The Wonder – I still find it impossible to imagine that a business model built on “finishing” pre-prepped meals in sprinter vans parked in people’s driveways is somehow either sustainable or attractive, but per the Wall Street Journal’s Sarah Nassauer, “New York-based Wonder closed a $350 million funding round last month, according to company officials, bringing the total amount raised in debt and equity to $900 million. The latest funding values the company at roughly $3.5 billion, according to people familiar with the matter. Previously it was valued at $1.4 billion, the people said.”
They’ve got an impressive list of restaurants from around the country — this year’s winner of the Beard for Most Outstanding Restaurant, Asheville’s Chani Pani, is on Wonder — “delivering” to only a handful of New Jersey suburbs (for now), so maybe best to think of it a bit like ready-to-eat GoldBelly?
The Argument – Really enjoyed being a fly on the wall for this Pan Con Podcast conversation between Lee Schrager (best known for running the South Beach Wine and Food Festival) and Miami chef / restaurateur Michael Beltran this week. There are some fun stopping points along the way (Schrager says the number “going around” for Sexy Fish’s restaurant buildout in Miami is $35M?!), but the going gets good around the 56 minute mark, when Beltran starts pushing Schrager on what SOBEWFF — and by extension most food festivals — actually do for their communities.
Schrager at 1:00:20: “We have changed a lot of things… I mean, we started compensating. It’s bullshit: $500 or $750. I get it. It’s almost insulting. But if you paid every chef who participated or every restaurant $2500, yes it would mean that the festival would make less money… Uh, it’s probably the right thing to do. I’m not disagreeing. But you also open doors that can never get shut.”
And even if they did pay more, Schrager says only about 40% of chefs and restaurants who could invoice SOBEWFF for their time actually do?
After that they disagree over who owes whom what around COVID grants and gratitude, they bicker about what creative control means when it goes against a sponsor’s wishes, and on and on and… All this is to say, I haven’t heard a food podcast where the host actually disagrees with a guest for a long time and I would like more of them, please!
Schrager: “Do you think there are more people that hate us than like us?”
Beltran: “In the community? For sure.”
Open those doors that can never get shut, podcasters!
And that’s it for today! Except of course for Tuesday’s paid edition of Family Meal which is copy / pasted below as usual.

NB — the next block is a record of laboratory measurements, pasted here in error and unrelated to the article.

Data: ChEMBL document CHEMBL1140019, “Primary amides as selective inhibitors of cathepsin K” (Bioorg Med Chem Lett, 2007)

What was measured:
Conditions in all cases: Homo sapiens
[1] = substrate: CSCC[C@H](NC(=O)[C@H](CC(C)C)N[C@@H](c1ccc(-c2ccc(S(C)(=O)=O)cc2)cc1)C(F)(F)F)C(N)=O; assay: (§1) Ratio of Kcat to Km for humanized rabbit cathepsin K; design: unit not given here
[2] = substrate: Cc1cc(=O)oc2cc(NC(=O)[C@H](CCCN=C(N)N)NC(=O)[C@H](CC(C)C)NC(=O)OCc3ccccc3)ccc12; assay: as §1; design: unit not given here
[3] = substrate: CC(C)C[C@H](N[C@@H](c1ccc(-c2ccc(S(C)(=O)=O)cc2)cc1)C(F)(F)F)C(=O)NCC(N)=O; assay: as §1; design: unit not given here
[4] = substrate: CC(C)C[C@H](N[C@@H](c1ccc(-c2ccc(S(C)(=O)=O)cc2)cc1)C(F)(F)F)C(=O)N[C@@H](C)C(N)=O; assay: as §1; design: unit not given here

Here in beautiful Hong Kong, I’m headed off to meet a friend at a bar. In order to get into that bar, I have to take an RAT test, write my name and today’s date on it, take a picture of it, and present that at the door along with proof of vaccination and proof that I’m using the government’s contact tracing app. If I fail to do any part of that, and they catch me, I will be fined maybe a couple hundred USD. If the bar fails to check any part of that and they get caught, they will be mandated closed for two weeks.
And how does the government check, you ask? By sending roving squads of uniformed health inspectors into bars and restaurants, turning on all the lights, stopping the music, and checking every single person in the place.
Same like where you are, right? Right.
I’ll see paying subscribers back here Tuesday, and everyone else on Friday for next Family Meal. If you would like to join us on Tuesdays too, please do…
And don’t forget to follow me on Twitter and Instagram, and send tips and/or bullshit: $500 or $750 to email@example.com. If you like Family Meal and want to keep it going, please chip in here. If you got this as a forward, sign up for yourself!
Here begins the Family Meal that went out to paying subscribers on Tuesday, June 14th, 2022:
Beard weekend, NFTs weakened, Momofuku TV, and more...
And hello to paying subscribers only!
I got a bit… wordy today. Not relative to James Beard Award ceremonies! Not even close. But still.
Let’s get to it…
Beard Season – The broken, controversial, rebuilding, and rebuilt James Beard Awards came back this weekend, and… everyone’s happy? I asked a few people who were there what the weekend feeling was, and got back: “Jubilant” “Emotional” and “Festive.” One person said parties after the media awards were kind of “sad and muted,” but someone else said the only time they were better (or even existed, really) was back when Lucky Peach was around. Another told me attendees’ clothes this year were much improved.
Quick sample of the national stuff on the restaurant side:
Outstanding Chef: Mashama Bailey, The Grey (Savannah); Outstanding Restaurant: Chai Pani (Asheville); Outstanding Restaurateur: Chris Bianco (Phoenix); and Best New Restaurant: Owamni (Minneapolis).
Based on recent Beards history, there has been / will be some dissecting of diversity this year. Example: In a (paywalled) Chicago Tribune piece from Josh Noel on Friday, he says the team behind Outstanding Bar Program nominee Nobody’s Darling recognizes that their addition to the Beard short list after less than a year in business (and a relatively lower key setting / menu than other nominees) may have had more to do with their role in the community than might have been usual in the past. (WaPo’s Richard Morgan called Nobody’s Darling, “iconoclastic, not just for being Black-owned or queer-owned or women-owned — let alone all three — but for being women-centered, as well” back in December.)
“But [co-owner Angela Barnes] is also perfectly fine with the idea that who Nobody’s Darling [serves] has become as relevant as the cocktails Nobody’s Darling serves…. Barnes said she wouldn’t want to be a finalist solely for the community the bar has fostered… but if the bar’s social and cultural role appealed to Beard judges, so be it.”